Although I should have known better, I increasingly have come to recognize the wisdom of the warning: Nolite confidere in principibus—Trust not in princes. Or, for that matter, in certain Justices of the U.S. Supreme Court.
Vincenzo il Triste
Clark Coleman writes:
The Arizona anti-illegal immigration law has fourteen sections, each separable from the others. Ten of these sections have never been challenged successfully and did not make it to the Supreme Court for review. So, the news stories (and your commentators) should say that the Supreme Court struck down three of the four sections that made it to their review.
A year ago, the Supreme Court upheld the right of states to require all employers in the state to use E-Verify to confirm the lawful status of employees. That was a separate Arizona law, not even one of the fourteen sections of the later law being reviewed today. That green light, plus the eleven sections of the Arizona law still standing, give states all they need on this subject. In fact, E-Verify alone will do the trick. States also are allowed to avoid paying any state benefits to illegal aliens (e.g. granting in-state tuition, giving state or local welfare program benefits, etc.) The key steps beyond these state laws clearly fell into the hands of Congress even before today’s ruling: ending the visa lottery, ending birthright citizenship, reducing chain migration to nuclear families, and so on. States were never going to be allowed to control such matters, and E-Verify is plenty for the states to do.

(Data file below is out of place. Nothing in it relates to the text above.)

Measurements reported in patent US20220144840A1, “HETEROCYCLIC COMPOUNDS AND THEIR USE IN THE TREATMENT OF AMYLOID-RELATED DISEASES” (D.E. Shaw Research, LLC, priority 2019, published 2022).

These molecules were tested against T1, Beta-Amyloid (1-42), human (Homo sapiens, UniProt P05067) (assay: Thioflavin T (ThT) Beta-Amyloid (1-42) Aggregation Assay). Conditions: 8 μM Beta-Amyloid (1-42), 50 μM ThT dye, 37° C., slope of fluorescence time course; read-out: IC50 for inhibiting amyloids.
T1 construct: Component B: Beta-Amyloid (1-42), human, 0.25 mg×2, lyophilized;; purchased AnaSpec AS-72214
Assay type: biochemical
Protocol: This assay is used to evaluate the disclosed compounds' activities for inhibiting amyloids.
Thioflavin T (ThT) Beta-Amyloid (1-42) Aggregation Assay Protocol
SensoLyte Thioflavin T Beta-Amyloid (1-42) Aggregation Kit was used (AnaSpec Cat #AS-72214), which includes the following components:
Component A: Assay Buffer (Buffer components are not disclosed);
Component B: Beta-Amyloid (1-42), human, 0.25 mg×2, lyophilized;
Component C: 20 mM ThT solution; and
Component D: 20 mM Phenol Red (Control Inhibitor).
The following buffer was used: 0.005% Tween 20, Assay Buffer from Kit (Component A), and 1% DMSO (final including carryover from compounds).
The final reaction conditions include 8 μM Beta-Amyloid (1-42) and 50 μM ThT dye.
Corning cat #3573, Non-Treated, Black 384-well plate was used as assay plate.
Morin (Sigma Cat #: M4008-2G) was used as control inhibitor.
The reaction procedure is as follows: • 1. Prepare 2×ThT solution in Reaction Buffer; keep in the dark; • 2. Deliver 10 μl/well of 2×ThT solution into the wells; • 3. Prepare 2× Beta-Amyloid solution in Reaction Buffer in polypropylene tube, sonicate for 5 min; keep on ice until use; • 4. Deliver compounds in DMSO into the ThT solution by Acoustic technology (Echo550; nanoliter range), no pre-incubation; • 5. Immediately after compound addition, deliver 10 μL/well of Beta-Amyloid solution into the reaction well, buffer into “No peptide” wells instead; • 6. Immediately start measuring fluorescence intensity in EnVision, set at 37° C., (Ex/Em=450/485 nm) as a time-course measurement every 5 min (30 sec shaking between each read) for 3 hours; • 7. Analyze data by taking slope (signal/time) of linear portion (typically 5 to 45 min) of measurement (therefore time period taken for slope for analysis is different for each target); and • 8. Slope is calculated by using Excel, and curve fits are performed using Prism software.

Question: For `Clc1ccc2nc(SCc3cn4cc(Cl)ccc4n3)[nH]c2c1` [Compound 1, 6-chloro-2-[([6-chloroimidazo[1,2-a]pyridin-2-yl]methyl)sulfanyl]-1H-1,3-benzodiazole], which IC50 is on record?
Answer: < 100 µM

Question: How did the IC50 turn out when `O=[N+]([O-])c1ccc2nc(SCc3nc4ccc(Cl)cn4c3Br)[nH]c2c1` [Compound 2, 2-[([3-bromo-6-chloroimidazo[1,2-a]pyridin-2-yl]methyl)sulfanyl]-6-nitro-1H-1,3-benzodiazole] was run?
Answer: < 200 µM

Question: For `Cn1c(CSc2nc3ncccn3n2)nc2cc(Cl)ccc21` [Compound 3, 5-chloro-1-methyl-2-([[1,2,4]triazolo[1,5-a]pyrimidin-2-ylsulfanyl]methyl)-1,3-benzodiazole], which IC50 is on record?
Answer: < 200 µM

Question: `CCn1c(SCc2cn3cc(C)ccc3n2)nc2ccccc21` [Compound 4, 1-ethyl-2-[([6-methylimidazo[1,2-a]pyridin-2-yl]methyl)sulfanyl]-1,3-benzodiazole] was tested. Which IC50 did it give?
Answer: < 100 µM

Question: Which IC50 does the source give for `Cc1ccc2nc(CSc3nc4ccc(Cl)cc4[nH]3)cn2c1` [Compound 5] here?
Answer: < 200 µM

This info is available at NumbersUSA.
Ed H. writes:
In reply to Vincent Chiarello:
The one crucial element of AB1070 was upheld. States may protect themselves by asking individuals their resident status. That is the only tool we need. The other provisions are unimportant. A individual may not be required to carry papers, but if he can be asked to prove his status he had better be able to get them. Legal residents are already required to carry their resident cards at all times. Thus if a detained individual does not have a card on him, it’s all the more reason to hold him till he produces one. The other feature of 1070 that was denied was that an illegal may hold a job. But sooner or later he will be stopped for some infraction and be asked for proof of status. A few arrests and deportations using this tool will work wonders in any state using it, as it already has in Arizona.
Vincent Chiarello writes:
Allow me to respond to both comments that followed my assertion that the Supreme Court decision was far more serious to patriotic immigration reform than they believed.